Artistic practices & democratic politics: towards the markers of uncertainty: from counter-hegemonic positions to plural hegemonies

Svetlichnaja, J. 2011. Artistic practices & democratic politics: towards the markers of uncertainty: from counter-hegemonic positions to plural hegemonies. PhD thesis University of Westminster School of Social Sciences, Humanities and Languages

TitleArtistic practices & democratic politics: towards the markers of uncertainty: from counter-hegemonic positions to plural hegemonies
TypePhD thesis
AuthorsSvetlichnaja, J.

Can artistic and cultural practices play a critical role in societies in which criticisms

are reflexively absorbed and immobilised by the prevailing hegemony? And, if yes,

what kind of political order can they aspire to, given the ‘post-utopian’ nature of the

human condition? How do we approach the tortuous question of the destiny of both

the project of modern democracy and that of aesthetic modernity? There is no

agreement on this issue. We are told that there is no alternative to the existing liberal

democracy and capitalist pluralism without risking yet another dystopia – the

dilemma that in the artistic realm is sometimes articulated as the opposition between

modernism and postmodernism. What might progressive art look like in such times

when the ideas of progress and modernity are viewed with great suspicion?

The most popular positions concerning artistic and cultural practices’ critical

dimension revolve around the idea that with the post-Fordist transformation and the

bankruptcy of the Left, the paradigm of power has really changed. This is reflected

in the radical character of contemporary artistic practices, which desperately struggle

to constitute subject at the expense of themselves. However, the question is: can

these practices be both radical and democratic? This depends on our understanding

of emancipatory politics, the nature of aesthetics and post-Fordist transformation.

We will examine the different approaches to these subjects influenced by the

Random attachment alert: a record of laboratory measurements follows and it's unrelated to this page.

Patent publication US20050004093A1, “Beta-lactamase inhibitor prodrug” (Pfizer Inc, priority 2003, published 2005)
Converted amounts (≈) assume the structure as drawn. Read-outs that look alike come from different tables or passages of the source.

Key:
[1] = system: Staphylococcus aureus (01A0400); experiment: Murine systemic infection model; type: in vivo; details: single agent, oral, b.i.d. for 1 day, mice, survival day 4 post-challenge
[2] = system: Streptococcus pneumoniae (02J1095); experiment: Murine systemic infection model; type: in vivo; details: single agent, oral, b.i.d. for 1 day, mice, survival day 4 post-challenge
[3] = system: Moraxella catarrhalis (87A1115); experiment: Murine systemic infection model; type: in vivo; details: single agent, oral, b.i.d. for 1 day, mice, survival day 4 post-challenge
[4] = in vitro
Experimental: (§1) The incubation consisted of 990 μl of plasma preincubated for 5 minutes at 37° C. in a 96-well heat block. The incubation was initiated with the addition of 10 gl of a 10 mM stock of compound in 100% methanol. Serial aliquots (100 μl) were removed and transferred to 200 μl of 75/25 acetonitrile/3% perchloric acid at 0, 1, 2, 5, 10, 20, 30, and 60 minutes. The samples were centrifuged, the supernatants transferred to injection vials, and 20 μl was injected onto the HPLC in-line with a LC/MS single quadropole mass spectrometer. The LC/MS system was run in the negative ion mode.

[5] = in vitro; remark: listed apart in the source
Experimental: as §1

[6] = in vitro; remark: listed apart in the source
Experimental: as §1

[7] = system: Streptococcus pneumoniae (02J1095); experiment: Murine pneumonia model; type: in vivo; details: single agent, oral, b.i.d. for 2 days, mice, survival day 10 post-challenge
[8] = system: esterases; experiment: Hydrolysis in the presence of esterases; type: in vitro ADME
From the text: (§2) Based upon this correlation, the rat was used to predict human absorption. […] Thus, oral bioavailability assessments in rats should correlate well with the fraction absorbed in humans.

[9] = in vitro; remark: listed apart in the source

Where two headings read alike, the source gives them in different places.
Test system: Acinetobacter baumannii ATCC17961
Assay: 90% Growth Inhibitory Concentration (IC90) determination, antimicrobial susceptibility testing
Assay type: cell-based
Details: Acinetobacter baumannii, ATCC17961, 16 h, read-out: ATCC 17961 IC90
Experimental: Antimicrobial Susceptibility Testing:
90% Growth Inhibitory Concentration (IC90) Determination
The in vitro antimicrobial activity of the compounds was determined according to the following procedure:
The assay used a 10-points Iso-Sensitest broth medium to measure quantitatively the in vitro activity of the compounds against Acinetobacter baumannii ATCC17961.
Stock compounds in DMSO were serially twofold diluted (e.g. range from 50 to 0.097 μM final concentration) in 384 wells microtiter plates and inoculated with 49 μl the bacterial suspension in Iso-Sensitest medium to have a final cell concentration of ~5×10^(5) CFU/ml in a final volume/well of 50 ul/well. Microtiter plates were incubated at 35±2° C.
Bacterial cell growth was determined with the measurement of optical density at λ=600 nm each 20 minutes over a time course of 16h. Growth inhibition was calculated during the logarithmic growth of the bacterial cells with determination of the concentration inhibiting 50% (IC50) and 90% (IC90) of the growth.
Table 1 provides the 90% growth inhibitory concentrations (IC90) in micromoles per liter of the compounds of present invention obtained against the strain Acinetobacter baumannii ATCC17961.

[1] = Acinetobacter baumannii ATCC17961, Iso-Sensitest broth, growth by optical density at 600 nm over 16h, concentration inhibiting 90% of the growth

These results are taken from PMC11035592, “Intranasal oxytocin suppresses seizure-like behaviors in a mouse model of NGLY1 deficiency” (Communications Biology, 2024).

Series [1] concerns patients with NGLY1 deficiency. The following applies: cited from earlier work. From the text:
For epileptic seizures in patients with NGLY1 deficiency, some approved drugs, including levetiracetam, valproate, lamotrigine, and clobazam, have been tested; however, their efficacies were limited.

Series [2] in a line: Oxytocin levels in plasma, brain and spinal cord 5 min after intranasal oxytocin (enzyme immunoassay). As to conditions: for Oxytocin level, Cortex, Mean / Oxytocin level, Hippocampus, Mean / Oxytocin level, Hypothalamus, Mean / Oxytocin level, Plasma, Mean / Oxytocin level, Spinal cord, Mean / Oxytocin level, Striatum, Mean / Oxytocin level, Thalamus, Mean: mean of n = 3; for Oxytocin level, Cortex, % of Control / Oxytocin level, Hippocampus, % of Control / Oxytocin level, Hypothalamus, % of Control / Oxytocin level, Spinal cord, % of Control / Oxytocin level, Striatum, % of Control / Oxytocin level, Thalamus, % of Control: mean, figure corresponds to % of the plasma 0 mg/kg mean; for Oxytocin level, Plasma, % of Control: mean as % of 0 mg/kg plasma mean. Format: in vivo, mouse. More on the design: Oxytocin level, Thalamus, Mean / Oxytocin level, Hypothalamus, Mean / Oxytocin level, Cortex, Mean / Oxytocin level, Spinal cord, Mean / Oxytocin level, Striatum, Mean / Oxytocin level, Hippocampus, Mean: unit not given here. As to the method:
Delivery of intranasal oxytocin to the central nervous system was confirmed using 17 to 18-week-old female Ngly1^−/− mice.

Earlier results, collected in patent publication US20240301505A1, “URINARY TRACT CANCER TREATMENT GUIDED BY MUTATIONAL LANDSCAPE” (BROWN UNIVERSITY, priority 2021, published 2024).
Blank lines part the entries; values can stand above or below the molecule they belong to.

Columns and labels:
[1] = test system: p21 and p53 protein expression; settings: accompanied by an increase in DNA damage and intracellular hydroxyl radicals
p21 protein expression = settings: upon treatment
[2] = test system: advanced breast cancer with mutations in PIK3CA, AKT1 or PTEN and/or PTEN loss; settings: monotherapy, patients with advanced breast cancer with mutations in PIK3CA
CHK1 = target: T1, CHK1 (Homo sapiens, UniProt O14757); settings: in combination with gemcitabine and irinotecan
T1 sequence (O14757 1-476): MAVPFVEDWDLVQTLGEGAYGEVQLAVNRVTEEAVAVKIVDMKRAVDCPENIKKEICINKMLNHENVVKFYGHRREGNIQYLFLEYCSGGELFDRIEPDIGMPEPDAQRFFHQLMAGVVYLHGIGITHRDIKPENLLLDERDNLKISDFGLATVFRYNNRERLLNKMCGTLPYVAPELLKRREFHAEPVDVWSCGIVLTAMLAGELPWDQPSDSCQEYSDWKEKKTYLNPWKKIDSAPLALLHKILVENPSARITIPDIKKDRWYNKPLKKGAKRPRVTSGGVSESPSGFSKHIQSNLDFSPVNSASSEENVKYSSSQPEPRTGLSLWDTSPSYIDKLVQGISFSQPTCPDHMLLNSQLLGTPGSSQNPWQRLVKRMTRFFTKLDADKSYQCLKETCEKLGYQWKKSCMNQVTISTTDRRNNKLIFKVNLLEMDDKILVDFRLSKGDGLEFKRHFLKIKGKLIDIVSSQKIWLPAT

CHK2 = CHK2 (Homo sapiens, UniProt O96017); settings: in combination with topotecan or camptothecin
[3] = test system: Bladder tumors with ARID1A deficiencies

Frankfurt school and post-Operaist theories to argue that neither Theodor Adorno’s

and Max Horkeimer’s analyses based on the Fordist model, nor Antonio Negri’s and

Paolo Virno’s post-Fordist appropriation of the significance of art in the new forms

of production provide a useful framework with which to grasp the nature of the

changes and challenges that face our society. Such novel ideas as ‘immaterial

labour’ and ‘spontaneous communism’ or exodus and ‘communism of capital’,

despite their new vocabulary, are a dangerous inversion of the Frankfurt school’s

idealism and inability to grasp that social reality is hegemonically constructed through the practices of articulation that temporarily and incompletely ‘fix’ the

meaning of social institutions.

Neither politics nor post-Fordism should be considered through the matrix of

culture, but in terms of hegemony. What is at issue is to grasp the nature of the

democratic and aesthetical paradoxes and envisage how the two could be applied to

contribute to progressive changes in power relations. Judgements must be made –

we have to be able to distinguish between who belongs to demos and who does not;

however, how we judge, which is the subject of aesthetic critique, is at the core of

democratic artistic-political practice.

One way in which artistic practices can be critical is a counter-hegemonic

intervention that acts against the position of supremacy of any hegemonic order and

shows that any fullness exists because there are gaps, but judges this lack in a way

that resists the totalisation of the sensible. However, perhaps the way to weaken the

centre is not just to expose its flaws, but to pluralise hegemonies. In this way, the

idea to pluralise modernism in the era of globalisation could help us to redefine

modern democracy in the post-political era and outline the positive vision of the

‘hegemonic trap’. Could the evolution of artistic-political practice be envisaged as the radicalisation of

‘oppositional identities’, which undermine the hegemonic forms of subject

articulation into compository or shimmering identities, making such supremacy

impossible? Can art become a symbol of emptying ‘democracy’ and thus construct

many ‘democracies’, answering our tortuous question by producing plural answers?

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